Since their physical properties can be organized across the molecular level and the microscale, liposomes offer unprecedented possibilities to explore and manipulate biological matter. This is clearly exposed in the investigations that aim at constructing dynamic systems with the properties of living cells. The main goal of these projects is to prepare cell-like structures with the minimal and sufficient conditions for being described as living. Currently, this line of study is collectively called protocells. According to Mark A. Bedau, “many expect that the first ones could exist in the laboratory within the next five to ten years and could survive in the natural environment outside of the laboratory within the next ten to twenty years”. In the scientific community, it seems as if the construction of autonomous artificial cells is just a matter of time.

While many of the components required for the construction of a functional artificial metabolism have already been developed or extracted, the reality is that there are still several problems before self-replication and Darwinian evolution can be achieved in the laboratory. Yet, imagining that this can be accomplished within the next decades, it is possible to conceive the changing of these microsystems into increasingly complex things. Clearly, these phenomena may resolve many questions about the emergence of the first cells, self-replication and the ability of artificial systems to adapt to changing environments. However, they may also tell us something critical: if the probability of life is limited by biochemical constraints, or if other forms of life are also possible. Consequently, the questions arising now are: how long is the road from here to artificial self-replication? How should we reflect about the possibility of synthesizing new forms of life? Can we gain insight by looking at membranes of the past and the possible morphologies of future life?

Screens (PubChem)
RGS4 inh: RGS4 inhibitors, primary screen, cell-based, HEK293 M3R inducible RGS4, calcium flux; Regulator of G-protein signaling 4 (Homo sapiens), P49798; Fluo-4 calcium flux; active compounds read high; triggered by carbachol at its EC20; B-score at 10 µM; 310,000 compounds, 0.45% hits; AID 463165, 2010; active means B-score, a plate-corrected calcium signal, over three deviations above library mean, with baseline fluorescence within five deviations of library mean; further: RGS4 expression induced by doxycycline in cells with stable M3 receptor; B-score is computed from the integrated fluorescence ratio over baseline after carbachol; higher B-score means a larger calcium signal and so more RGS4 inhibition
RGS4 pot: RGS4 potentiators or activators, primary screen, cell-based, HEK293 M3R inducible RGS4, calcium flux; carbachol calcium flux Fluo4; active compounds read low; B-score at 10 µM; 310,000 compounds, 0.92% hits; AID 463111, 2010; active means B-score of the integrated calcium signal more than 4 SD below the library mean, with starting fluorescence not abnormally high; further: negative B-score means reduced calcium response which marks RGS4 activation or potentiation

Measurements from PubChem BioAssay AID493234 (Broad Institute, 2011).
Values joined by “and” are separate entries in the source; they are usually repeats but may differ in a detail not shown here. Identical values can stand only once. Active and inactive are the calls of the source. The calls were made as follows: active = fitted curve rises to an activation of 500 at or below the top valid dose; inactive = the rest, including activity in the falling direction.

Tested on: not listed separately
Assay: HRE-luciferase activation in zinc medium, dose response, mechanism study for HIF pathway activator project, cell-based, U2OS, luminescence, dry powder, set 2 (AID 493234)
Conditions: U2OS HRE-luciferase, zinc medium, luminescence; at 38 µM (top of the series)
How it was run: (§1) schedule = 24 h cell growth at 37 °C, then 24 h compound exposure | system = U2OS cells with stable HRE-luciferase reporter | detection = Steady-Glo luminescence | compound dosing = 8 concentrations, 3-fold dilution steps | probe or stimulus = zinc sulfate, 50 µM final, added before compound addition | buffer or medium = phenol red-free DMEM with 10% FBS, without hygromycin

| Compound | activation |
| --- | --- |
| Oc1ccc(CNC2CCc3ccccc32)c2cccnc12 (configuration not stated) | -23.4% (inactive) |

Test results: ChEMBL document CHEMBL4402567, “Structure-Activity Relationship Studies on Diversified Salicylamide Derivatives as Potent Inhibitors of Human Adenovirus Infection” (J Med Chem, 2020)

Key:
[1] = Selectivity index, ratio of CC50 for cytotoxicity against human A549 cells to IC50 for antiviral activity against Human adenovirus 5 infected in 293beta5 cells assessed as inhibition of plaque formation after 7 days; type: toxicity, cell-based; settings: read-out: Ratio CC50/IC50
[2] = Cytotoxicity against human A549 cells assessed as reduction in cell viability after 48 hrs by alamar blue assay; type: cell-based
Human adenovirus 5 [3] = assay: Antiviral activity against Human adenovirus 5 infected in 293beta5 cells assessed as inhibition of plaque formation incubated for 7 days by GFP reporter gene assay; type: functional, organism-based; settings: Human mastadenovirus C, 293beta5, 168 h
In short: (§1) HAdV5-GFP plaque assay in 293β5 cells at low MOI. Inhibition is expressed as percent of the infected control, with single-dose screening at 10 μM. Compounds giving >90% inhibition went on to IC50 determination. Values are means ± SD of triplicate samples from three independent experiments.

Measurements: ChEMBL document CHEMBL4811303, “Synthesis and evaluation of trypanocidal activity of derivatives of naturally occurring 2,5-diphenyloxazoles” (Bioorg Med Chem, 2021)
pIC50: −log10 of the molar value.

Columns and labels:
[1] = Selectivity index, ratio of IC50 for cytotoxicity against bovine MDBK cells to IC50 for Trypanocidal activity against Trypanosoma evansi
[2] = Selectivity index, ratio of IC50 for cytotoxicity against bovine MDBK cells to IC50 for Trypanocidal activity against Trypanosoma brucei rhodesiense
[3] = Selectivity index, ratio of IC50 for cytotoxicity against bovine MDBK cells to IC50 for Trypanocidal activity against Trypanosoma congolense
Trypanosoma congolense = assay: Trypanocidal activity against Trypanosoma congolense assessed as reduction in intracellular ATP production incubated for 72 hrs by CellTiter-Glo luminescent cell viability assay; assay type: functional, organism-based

Key words: lipid membrane, self-organizing matter, fat, primordial microenvironments, wet artificial life, hybrid art






Fat between 2 worlds – View of the installation.1_Image showing the vertical growth of lipid structures. 2_Highly interconnected lipid networks at the micro scale. Scale bar, 40 μm. 3_Self-assembled filamentous structures (fluorescence micrograph). Scale bar, 40 μm© Photos by Juan M. Castro.






Fat between 2 worlds – "A matter of softness". Esther Klein Gallery, Science Center. Philadelphia, USA. Aug 26 - Sept 23, 2015. Installation view. © Photos 1 and 2 by Juan M. Castro. © Photos 3 and 4 by Jaime Alvarez.




Fat between 2 worlds – "Home/sick". Science Gallery, Trinity College. Dublin, Ireland. May 1 - Jul 19, 2015. ©Photos: Science gallery, Trinity College Dublin.



Scientific advisor   Taro Toyota (The University of Tokyo)
Support   Center for Interdisciplinary Nanoscience of Marseille. Aix - Marseille University. France
    Mediterranean Institute for Advanced Studies. Aix -Marseille University. France
    Laboratory for Molecular Cell Network & Biomedia art. Waseda University. Japan
    Rondelez Lab. Institute of Industrial Science. The University of Tokyo, Japan
    Toyota Group. Dept. of Basic Science. The University of Tokyo. Japan